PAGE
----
A typical first impression of Keane is its intimidation factor, with each of the band’s three members standing at least six feet tall. But beyond the trio’s physical appearance, Keane’s sound is hardly intimidating at all.
Keane played all of its debut album’s 11 tracks for a packed-to-capacity crowd at the Electric Factory on Friday night. It was Keane’s second trip to Philadelphia in less than five months. Their first stop was at the Theatre of the Living Arts in late September of last year. Their initial visit was made well before they won Q magazine’s Album of the Year in January or before Hopes and Fears went gold in the United States this month.
Lead singer Tom Chaplin, pianist Tim Rice-Oxley and drummer Richard Hughes took the stage about three hours after the concert’s inception. That’s right – Keane does not have a guitarist, nor does the band have a bass guitarist. By the welcome they received from their audience, the trio might not even need either of rock’s two staple instruments.
The band opened with their performance of “Can’t Stop Now.” They gave way to two other songs before officially greeting their crowd. It was then that Chaplin took the opportunity to say hello and express his pride in writing songs that others can relate to.
The trio then performed “We Might As Well Be Strangers,” a song that deals with loving someone from afar and being virtually unknown by that very person. During the song’s chorus (“We might as well be strangers in a different town/ We might as well be living in a different world/ We might as well, we might as well…”), the quivers in Chaplin’s voice were easily detected. His pain resonated throughout the crowd, which was eerily hushed for the song’s duration.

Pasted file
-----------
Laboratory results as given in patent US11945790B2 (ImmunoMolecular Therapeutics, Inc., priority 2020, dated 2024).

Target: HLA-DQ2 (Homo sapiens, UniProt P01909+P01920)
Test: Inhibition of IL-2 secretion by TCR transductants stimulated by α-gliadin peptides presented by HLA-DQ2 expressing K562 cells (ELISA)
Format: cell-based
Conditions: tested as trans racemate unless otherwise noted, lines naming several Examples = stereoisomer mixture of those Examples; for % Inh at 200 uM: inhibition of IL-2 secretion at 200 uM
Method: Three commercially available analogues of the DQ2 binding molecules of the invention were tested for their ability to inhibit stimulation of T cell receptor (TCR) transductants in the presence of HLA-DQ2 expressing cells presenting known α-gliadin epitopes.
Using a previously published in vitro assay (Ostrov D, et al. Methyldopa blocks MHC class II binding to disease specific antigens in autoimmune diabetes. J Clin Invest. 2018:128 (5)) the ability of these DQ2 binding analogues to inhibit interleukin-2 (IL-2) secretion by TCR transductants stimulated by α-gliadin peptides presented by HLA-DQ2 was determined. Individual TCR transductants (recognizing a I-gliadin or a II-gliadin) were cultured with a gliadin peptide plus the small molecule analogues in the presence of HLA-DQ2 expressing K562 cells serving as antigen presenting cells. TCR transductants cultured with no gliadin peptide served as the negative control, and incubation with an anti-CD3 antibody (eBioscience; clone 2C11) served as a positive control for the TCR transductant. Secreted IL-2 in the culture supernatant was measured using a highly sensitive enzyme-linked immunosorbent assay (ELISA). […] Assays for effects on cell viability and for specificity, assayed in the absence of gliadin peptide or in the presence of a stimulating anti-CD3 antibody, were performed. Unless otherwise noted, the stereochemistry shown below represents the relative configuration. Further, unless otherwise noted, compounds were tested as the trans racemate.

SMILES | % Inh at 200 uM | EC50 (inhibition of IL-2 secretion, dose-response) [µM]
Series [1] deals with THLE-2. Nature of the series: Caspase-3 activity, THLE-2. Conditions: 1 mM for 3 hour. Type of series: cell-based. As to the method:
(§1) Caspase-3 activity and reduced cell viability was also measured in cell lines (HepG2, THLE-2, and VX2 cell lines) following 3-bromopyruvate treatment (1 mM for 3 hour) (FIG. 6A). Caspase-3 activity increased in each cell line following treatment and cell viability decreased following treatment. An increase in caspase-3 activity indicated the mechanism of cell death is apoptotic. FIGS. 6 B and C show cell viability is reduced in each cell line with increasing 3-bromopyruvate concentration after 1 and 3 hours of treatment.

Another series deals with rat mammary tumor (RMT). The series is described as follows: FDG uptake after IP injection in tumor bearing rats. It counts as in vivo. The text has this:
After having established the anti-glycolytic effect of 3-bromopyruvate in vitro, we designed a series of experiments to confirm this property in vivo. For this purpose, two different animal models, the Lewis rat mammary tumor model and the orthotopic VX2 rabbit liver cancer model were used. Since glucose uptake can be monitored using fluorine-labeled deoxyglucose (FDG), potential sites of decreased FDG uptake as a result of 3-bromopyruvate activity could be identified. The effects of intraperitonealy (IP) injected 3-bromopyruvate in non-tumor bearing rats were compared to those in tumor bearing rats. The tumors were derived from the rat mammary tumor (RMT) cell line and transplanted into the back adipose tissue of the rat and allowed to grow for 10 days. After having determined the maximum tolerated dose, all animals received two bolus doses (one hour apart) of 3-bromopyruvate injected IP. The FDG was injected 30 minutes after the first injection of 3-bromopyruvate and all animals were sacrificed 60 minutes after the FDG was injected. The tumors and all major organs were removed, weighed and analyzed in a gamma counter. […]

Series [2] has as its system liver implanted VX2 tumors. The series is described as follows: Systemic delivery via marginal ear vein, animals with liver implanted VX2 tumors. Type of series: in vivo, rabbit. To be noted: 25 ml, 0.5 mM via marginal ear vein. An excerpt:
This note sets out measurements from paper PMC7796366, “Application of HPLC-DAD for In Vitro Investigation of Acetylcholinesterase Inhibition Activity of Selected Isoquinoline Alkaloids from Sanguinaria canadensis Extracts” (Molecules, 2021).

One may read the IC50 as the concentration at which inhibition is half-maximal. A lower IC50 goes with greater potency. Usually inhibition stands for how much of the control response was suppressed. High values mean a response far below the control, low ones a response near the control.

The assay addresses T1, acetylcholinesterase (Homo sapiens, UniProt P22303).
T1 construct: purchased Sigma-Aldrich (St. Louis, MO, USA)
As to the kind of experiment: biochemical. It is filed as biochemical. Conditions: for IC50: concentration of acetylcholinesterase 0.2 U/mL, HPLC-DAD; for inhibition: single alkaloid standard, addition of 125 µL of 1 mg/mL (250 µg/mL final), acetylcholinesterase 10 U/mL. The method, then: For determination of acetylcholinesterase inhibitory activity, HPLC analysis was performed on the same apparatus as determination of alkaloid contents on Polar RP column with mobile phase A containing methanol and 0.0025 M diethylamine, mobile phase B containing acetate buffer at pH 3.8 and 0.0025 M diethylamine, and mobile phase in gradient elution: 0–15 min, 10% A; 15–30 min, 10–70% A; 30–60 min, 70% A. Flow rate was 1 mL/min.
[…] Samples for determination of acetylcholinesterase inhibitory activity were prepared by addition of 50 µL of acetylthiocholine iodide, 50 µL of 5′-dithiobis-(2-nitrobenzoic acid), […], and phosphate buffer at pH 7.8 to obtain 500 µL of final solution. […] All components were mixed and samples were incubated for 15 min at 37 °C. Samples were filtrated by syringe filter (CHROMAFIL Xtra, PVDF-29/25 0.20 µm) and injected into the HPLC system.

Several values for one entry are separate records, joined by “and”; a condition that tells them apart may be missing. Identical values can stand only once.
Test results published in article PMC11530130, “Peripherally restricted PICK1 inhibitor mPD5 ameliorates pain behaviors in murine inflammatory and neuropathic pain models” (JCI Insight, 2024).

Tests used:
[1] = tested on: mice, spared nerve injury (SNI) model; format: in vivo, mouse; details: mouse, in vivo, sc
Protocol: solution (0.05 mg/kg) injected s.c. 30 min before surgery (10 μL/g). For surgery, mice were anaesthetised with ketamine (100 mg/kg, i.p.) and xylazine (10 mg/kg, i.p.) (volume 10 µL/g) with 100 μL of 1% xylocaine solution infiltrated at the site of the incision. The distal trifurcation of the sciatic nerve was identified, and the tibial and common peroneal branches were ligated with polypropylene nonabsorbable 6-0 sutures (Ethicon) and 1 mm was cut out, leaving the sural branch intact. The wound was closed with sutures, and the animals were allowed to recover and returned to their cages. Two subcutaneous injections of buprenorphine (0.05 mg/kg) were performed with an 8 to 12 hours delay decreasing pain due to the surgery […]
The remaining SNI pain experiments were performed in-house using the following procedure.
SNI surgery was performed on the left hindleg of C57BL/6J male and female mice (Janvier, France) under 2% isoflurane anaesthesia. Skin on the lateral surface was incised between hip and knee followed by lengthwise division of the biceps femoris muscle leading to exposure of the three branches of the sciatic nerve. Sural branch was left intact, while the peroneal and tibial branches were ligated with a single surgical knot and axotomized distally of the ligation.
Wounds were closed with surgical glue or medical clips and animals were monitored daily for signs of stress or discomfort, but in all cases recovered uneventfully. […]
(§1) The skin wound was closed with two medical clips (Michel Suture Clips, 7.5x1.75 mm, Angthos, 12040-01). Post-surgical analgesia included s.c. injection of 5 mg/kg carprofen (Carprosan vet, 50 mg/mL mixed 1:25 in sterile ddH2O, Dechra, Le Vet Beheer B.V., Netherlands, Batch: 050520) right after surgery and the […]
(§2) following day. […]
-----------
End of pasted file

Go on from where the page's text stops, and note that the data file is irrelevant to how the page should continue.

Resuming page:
In addition to its album’s tracks, Keane played a couple of B-sides that missed the cut from their first album. The pair, “Nothing Left to Say” and “Hopes and Fears,” might appear on the band’s next album, Chaplin told his audience.
The band’s closing was with an energetic performance of their first U.S. single “Somewhere Only We Know,” a song about the places and experiences that everyone comes to know so well.
After the second verse, the band ripped into a one-and-a-half-minute, ad-libbed extension to its piano and drum solos. Chaplin incited the audience into singing the song’s chorus with him, extending the microphone stand to suspend it above the audience.
The trio took their bows and walked offstage before returning to play a three-song encore. Keane officially closed with “Bedshaped,” the last song on their record. An all-encompassing drum and piano combo forced the typically four-minute long track to nearly double in length.
Before Keane even walked onstage, opening acts the Zutons and the Redwalls each played 40-minute sets. The Zutons, fellow UKers, ignited the audience with its blend of funk, punk and jazz for 10 songs. In a majority of its tracks, the Zutons replaced guitar with a spirited saxophone as the band’s lead instrument. The Redwalls, just recently added to the tour as of last week, provided a mix of melodic rhythms among power-rock ballads that intermingled quite smoothly.
Christopher A. Vito can be reached at firstname.lastname@example.org.